The paddleboard industry is embracing environmental stewardship and the proof is in the paddling. In addition to growing grassroots sustainability initiatives, such as clean-up days and expeditions to fight plastic pollution, a growing sense of environmental responsibility has been influencing the creation of green products from manufacturers.

The modern board and paddle manufacturing process is typically full of toxic chemicals and resins. Foam, epoxy, plastic and composite cloths, such as carbon and Kevlar, all consist of synthetic materials. Many of these materials take generations to break down in a landfill, and release harmful emissions in their creation process.

Yet, as more forward-thinking companies adopt an Earth-first mentality, consumers are seeing an increasing number of eco-friendly alternatives going mainstream at reasonable prices.

Based in Austin, Texas, Jarvis Boards founder Tony Smith creates handcrafted wooden paddleboards, incorporating reclaimed lumber, sustainably harvested wood, leather and recycled foam cores in small batch production. These paddleboards also use recycled biowaste resins, as opposed to the more common petroleum-based options.

Eco-friendly initiatives are not just the domain of idealist hippies and boutique board makers anymore.

For Smith, the driving philosophy behind creating green boards is personal. “I have a 3-year-old son and I think about the consequences of our actions on the planet and how they will affect him and his kids, and so on,” says Smith. “It just doesn’t seem fair we can cause irreversible damage future generations will have to deal with. I think about designing products which will get as many people out and enjoying nature now, while minimizing impacts on the future.”

Eco-friendly initiatives are not just the domain of idealist hippies and boutique board makers anymore. A sea change is slowly occurring in larger companies.

“The majority of paddleboards are made in Asia and don’t have very strict regulations or requirements to protect the environment. BIC Sport has one of the world’s most sustainable manufacturing factories for boardsports in Vannes, France,” says Jimmy Blankeney, marketing manager at BIC Sport. The factory boasts low-energy consumption, no gas emissions and no solvents in the manufacturing process. BIC was one of the first SUP companies to embrace environmental awareness. The brand’s wooden Earth Surf & SUP boards are made from bio-sourced renewable and recycled materials, such as flax fiber, fast-growing paulownia trees and cork.

Cork is an increasingly common material in eco-friendly boards, as it can be harvested without negatively affecting the tree. Cork also has excellent water-resistant properties and is visually appealing, removing reliance on harmful dyes. It’s also durable and long-lasting, and may be recycled and reused at the end of a product’s life.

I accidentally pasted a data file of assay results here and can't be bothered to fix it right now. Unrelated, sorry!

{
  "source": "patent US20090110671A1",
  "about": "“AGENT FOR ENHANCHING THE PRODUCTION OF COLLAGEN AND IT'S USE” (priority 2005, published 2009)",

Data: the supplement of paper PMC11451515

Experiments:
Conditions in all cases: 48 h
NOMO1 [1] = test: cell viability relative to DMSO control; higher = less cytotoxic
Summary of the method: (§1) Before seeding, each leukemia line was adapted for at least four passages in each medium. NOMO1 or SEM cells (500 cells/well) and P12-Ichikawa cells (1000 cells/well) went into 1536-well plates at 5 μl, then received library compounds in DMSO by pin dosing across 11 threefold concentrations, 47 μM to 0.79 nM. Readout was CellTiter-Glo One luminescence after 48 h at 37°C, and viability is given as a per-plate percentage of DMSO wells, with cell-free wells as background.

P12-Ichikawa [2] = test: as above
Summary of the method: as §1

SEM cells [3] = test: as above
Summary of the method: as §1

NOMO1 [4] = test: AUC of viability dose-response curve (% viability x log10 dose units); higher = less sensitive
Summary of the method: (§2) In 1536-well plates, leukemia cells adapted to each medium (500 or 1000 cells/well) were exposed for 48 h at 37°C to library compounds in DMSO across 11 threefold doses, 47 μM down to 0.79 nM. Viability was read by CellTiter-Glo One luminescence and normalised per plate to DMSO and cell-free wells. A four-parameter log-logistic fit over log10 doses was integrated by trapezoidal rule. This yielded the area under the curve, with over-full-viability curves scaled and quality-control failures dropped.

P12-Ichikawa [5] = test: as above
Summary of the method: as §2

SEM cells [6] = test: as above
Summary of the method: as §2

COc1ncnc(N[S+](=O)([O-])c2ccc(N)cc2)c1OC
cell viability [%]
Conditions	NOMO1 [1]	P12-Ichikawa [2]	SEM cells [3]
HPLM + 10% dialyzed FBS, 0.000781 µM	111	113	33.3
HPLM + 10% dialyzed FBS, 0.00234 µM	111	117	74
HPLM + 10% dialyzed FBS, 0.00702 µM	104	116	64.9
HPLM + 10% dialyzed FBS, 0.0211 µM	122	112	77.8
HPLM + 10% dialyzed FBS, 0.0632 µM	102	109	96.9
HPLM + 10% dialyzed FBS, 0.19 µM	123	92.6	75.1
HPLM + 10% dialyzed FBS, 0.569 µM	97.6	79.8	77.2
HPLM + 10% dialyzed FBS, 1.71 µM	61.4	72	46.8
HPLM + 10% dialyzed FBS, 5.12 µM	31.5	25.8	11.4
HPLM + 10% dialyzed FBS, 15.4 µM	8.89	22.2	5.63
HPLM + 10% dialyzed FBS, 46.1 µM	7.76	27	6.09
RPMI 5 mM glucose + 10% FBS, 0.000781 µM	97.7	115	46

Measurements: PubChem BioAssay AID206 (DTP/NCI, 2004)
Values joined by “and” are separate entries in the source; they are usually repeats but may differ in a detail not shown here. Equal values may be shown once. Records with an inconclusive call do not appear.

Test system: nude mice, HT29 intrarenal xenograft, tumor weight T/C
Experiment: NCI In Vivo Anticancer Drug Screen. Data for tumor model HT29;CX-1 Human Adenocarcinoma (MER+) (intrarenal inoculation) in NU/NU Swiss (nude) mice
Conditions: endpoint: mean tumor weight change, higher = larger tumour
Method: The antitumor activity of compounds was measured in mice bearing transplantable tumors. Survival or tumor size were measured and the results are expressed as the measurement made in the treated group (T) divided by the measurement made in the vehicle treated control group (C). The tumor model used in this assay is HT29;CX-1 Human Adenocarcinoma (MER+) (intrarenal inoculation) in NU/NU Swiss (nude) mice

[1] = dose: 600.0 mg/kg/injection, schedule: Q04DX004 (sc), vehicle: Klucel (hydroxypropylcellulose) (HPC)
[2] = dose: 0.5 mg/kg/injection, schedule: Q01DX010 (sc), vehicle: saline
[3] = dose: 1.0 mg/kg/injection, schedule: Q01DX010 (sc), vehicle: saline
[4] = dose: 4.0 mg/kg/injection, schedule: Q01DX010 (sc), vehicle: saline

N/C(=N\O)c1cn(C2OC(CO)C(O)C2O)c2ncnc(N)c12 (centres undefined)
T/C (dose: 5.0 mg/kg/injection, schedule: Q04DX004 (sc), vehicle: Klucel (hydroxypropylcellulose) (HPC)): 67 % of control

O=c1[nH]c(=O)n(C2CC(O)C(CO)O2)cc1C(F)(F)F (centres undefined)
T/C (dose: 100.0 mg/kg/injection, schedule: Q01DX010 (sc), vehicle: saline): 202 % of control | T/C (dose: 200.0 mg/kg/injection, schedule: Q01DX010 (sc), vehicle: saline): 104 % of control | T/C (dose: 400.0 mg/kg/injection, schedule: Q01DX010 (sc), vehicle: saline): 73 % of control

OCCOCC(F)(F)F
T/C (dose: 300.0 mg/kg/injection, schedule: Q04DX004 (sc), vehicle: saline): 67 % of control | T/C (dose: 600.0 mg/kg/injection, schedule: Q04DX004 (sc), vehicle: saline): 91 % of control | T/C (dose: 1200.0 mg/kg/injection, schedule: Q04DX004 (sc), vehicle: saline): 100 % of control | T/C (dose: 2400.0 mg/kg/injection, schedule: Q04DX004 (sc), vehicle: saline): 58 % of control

“Any sport with a close tie to our water playground tends to have enthusiasts who are more aware of our environment and develop a conscious effort to take care of it,” says Rich Price, founder of Solace SUP Boards, which uses cork deck pads in its board designs. “SUP had fast growth as a sport, which is a good thing as more people are getting out on the water having fun and connecting with nature and helping to leave it better than they found it.”

Solace SUP has also created a green board bag of hemp—a sustainable resource with a short growing cycle and a water requirement significantly less than cotton. Hemp has low environmental impact, doesn’t require pesticides to grow and yields two times more fiber than cotton in the same sized plot of land. Opting for new materials is a mentality shift for some manufacturers, for whom not so long ago, cost-effective and eco-friendly were mutually exclusive terms. Not anymore.

The creation of new green products for paddleboards is often challenging for manufacturers on a micro-level, according to Price. “Mainly because it takes more time, logistics and money to bring together the raw materials we use,” he adds. “We are in it for the long term, and as we grow I believe we can get more costs down and more people will be aware of their options.”

The hope is not so far in the future, eco-friendly manufacturing isn’t just a niche in the market, but an essential part of a board’s origin consumers have come to expect.

Eco-friendly accessories are also hitting the market in a big way. Plant-based board bags are a boon for many manufacturers, helping reduce unnecessary packaging for shipping. Board bags can reduce packaging by up to 85 percent, according to Naish, creator of the Eco Board Bag.

Starboard is another big name brand pledging a green conscious. Starboard encourages customers to become stewards of waterways by selling all of their paddles with a removable garbage picker. All Starboard’s composite boards and fins were being made with non-toxic, plant-based resins in 2017.

Whether big or small, these innovations show the cumulative efforts of the SUP industry and community can add up to significant positive impact for the environment.

“People have a hard time caring about and protecting what they don’t see. The more people out in nature, the more people will care about protecting nature. I think this is the biggest effect of the SUP industry in general,” says Smith.

This article originally appeared in Issue 53 of Paddling Magazine. Subscribe to Paddling Magazine’s print and digital editions here, or browse the archives here.

Tony Smith of Jarvis Boards hard at work shaping an eco-friendly wood design. | Photo: courtesy Jarvis Boards

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